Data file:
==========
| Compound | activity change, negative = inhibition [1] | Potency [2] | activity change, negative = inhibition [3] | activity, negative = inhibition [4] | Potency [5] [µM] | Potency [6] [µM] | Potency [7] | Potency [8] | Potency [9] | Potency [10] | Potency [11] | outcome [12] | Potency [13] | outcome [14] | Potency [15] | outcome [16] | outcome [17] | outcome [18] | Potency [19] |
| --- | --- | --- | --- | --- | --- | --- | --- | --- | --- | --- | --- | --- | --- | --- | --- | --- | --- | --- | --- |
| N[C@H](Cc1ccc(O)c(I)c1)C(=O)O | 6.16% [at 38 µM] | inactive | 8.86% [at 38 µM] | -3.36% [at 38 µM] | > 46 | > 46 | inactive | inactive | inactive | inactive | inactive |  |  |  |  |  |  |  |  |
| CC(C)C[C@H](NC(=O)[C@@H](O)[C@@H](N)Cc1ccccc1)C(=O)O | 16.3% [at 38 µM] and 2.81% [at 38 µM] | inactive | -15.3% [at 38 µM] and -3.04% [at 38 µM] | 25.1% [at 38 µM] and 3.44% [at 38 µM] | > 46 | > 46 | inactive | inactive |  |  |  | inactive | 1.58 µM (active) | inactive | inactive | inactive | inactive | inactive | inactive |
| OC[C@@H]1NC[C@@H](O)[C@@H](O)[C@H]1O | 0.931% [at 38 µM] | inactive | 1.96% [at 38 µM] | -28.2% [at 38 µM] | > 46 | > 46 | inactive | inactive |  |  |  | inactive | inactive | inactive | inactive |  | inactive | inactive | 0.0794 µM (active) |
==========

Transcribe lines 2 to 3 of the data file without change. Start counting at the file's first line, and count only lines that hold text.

| --- | --- | --- | --- | --- | --- | --- | --- | --- | --- | --- | --- | --- | --- | --- | --- | --- | --- | --- | --- |
| N[C@H](Cc1ccc(O)c(I)c1)C(=O)O | 6.16% [at 38 µM] | inactive | 8.86% [at 38 µM] | -3.36% [at 38 µM] | > 46 | > 46 | inactive | inactive | inactive | inactive | inactive |  |  |  |  |  |  |  |  |